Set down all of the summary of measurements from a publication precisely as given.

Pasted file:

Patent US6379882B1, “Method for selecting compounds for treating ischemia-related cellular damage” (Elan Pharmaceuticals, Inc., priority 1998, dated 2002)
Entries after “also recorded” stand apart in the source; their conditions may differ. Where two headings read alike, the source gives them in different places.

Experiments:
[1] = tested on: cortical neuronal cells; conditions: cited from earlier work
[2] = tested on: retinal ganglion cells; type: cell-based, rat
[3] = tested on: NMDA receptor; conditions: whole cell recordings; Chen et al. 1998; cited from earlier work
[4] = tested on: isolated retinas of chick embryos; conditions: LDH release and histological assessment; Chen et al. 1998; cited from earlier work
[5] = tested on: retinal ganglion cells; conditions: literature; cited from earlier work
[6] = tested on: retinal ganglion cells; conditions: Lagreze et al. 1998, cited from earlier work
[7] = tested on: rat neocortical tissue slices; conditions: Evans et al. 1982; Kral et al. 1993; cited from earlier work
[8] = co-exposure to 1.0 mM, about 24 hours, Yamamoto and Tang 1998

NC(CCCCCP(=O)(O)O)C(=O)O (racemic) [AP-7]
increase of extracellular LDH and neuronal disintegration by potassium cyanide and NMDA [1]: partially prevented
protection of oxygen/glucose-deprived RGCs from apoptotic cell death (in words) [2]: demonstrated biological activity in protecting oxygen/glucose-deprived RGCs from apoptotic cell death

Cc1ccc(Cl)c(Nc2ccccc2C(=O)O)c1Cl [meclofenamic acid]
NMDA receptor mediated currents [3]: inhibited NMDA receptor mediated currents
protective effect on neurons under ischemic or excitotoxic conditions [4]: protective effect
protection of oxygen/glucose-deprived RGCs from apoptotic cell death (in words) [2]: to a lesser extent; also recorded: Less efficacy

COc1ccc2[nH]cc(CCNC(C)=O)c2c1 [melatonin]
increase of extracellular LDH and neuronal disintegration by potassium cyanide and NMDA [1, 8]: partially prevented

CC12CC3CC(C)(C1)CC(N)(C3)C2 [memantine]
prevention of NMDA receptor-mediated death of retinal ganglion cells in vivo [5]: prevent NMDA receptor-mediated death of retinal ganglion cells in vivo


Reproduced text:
Patent US6379882B1, “Method for selecting compounds for treating ischemia-related cellular damage” (Elan Pharmaceuticals, Inc., priority 1998, dated 2002)
Entries after “also recorded” stand apart in the source; their conditions may differ. Where two headings read alike, the source gives them in different places.

Experiments:
[1] = tested on: cortical neuronal cells; conditions: cited from earlier work
[2] = tested on: retinal ganglion cells; type: cell-based, rat
[3] = tested on: NMDA receptor; conditions: whole cell recordings; Chen et al. 1998; cited from earlier work
[4] = tested on: isolated retinas of chick embryos; conditions: LDH release and histological assessment; Chen et al. 1998; cited from earlier work
[5] = tested on: retinal ganglion cells; conditions: literature; cited from earlier work
[6] = tested on: retinal ganglion cells; conditions: Lagreze et al. 1998, cited from earlier work
[7] = tested on: rat neocortical tissue slices; conditions: Evans et al. 1982; Kral et al. 1993; cited from earlier work
[8] = co-exposure to 1.0 mM, about 24 hours, Yamamoto and Tang 1998

NC(CCCCCP(=O)(O)O)C(=O)O (racemic) [AP-7]
increase of extracellular LDH and neuronal disintegration by potassium cyanide and NMDA [1]: partially prevented
protection of oxygen/glucose-deprived RGCs from apoptotic cell death (in words) [2]: demonstrated biological activity in protecting oxygen/glucose-deprived RGCs from apoptotic cell death

Cc1ccc(Cl)c(Nc2ccccc2C(=O)O)c1Cl [meclofenamic acid]
NMDA receptor mediated currents [3]: inhibited NMDA receptor mediated currents
protective effect on neurons under ischemic or excitotoxic conditions [4]: protective effect
protection of oxygen/glucose-deprived RGCs from apoptotic cell death (in words) [2]: to a lesser extent; also recorded: Less efficacy

COc1ccc2[nH]cc(CCNC(C)=O)c2c1 [melatonin]
increase of extracellular LDH and neuronal disintegration by potassium cyanide and NMDA [1, 8]: partially prevented

CC12CC3CC(C)(C1)CC(N)(C3)C2 [memantine]
prevention of NMDA receptor-mediated death of retinal ganglion cells in vivo [5]: prevent NMDA receptor-mediated death of retinal ganglion cells in vivo